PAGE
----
WASHINGTON -- New York Democratic and Republican lawmakers Tuesday said they continue to have concerns about the trade of five Taliban commanders for U.S. soldier Bowe Bergdahl despite several closed-door briefings by Pentagon officials in the past week.
Sens. Charles Schumer and Kirsten Gillibrand (D-N.Y.) joined Rep. Peter King (R-Seaford) in raising questions about the effectiveness of the restrictions the Taliban commanders will face in Qatar, where they were sent after being freed from the U.S. prison camp at Guantánamo Bay.
Rep. Steve Israel (D-Huntington) joined King in saying he remains critical of President Barack Obama for failing to give Congress 30 days' notice of the deal, as required by law.
Like most members of Congress, the New York lawmakers say they're glad to have Bergdahl back after five years of captivity by the Taliban.
But they voiced some of the bipartisan criticism of the deal that has hardened across Congress since Obama announced the May 31 prisoner swap -- which a Pew Research poll Monday showed more Americans oppose, 43 percent, than support, 34 percent.
King said the deal to recover Bergdahl came at too high a price by including "five of the hardest of the hard core" Taliban with "a real potential of going back on the battlefield."
To defend the swap, Defense Secretary Chuck Hagel is set to appear Wednesday before the House Armed Services Committee.
It's not clear he can provide any new information that will change any views, King said.
"I've been at two classified briefings," King said. "Obviously, there are classified facts, but there is nothing that really changes the underlying issues."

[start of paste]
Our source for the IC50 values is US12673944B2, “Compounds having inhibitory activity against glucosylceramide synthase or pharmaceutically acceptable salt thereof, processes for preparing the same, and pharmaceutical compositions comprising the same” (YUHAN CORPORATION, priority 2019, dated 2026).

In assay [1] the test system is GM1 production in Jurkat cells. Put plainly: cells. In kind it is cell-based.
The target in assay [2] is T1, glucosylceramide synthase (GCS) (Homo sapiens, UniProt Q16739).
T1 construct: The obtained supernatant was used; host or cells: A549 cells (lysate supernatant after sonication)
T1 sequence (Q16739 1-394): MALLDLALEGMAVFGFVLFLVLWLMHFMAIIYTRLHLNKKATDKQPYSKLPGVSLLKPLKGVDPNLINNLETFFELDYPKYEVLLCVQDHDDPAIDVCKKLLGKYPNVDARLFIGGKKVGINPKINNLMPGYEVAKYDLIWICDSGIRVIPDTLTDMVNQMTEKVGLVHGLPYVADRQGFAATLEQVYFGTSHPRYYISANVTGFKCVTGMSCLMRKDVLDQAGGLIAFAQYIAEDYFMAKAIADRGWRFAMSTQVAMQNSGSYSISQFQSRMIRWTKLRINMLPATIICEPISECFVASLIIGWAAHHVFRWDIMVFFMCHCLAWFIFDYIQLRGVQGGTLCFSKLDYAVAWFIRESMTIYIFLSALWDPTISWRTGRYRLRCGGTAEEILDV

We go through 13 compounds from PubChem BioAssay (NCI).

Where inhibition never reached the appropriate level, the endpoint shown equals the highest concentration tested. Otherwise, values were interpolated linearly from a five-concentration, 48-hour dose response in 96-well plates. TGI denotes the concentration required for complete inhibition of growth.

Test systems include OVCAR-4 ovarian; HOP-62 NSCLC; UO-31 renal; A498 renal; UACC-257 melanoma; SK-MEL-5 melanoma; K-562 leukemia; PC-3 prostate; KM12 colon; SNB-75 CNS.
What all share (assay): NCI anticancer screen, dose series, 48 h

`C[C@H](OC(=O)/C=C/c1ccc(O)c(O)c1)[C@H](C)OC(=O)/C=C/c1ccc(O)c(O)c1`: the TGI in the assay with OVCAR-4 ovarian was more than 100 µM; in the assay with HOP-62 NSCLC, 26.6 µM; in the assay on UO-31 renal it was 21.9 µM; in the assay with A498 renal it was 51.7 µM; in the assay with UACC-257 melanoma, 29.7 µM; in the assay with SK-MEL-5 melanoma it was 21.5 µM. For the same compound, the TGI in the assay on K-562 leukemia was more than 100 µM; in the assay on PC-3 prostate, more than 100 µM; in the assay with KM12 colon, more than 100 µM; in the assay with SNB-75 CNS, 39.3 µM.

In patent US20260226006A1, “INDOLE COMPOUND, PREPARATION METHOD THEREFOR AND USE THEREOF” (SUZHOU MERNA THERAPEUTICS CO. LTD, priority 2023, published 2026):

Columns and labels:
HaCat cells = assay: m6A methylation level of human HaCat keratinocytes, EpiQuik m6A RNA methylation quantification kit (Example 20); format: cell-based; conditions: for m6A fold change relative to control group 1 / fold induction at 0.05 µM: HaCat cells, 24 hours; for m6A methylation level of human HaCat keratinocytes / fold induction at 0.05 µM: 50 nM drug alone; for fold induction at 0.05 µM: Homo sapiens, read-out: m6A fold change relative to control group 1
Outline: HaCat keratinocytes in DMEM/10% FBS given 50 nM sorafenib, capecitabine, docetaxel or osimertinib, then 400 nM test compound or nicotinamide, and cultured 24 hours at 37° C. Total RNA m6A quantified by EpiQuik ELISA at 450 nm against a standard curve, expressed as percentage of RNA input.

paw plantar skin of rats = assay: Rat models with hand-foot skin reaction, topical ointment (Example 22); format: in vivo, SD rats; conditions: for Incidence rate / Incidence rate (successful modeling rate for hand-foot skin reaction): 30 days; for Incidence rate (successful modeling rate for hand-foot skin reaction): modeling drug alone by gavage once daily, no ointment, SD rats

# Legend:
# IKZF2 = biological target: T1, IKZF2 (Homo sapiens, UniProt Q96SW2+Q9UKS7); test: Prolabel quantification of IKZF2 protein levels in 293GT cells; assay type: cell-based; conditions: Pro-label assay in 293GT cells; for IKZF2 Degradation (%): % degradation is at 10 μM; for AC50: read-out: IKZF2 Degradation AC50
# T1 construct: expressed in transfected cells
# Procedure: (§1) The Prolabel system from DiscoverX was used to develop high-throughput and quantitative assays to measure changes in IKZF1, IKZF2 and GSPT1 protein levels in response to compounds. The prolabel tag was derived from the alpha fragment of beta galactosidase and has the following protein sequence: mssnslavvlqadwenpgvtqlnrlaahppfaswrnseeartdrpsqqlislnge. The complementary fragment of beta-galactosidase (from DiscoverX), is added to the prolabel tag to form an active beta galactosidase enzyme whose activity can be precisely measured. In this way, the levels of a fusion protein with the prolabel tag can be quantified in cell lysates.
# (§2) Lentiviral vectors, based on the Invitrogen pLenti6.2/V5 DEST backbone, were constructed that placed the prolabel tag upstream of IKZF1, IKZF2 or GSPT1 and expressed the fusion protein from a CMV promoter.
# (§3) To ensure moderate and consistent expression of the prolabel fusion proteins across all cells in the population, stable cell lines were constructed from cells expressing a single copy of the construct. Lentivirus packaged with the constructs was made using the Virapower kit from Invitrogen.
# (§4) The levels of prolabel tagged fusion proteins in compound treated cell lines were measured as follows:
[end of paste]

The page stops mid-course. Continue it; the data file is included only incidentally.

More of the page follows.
Gillibrand went to a briefing of the Armed Services Committee on Tuesday. Afterward, she said in a statement she still has "some concerns regarding the national security risks involved with this exchange that were not alleviated by today's briefing."
Schumer said in a statement, "I still have questions about how those released will be monitored and controlled."
At Wednesday's hearing, King said, Hagel should address how quickly the U.S. military will be able to respond if the Taliban commanders break the conditions of their release.
Defending Obama's failure to notify Congress, Sen. Dick Durbin (D-Ill.) yesterday said the deal wasn't sealed until the day before it happened.
Rep. Gregory Meeks (D-St. Albans) said, "The president could have prevented a great headache had he informed at least the leadership of Congress."
But Meeks added: "Overall, I think that the policy call was a correct call. I think we don't leave anybody . . . behind."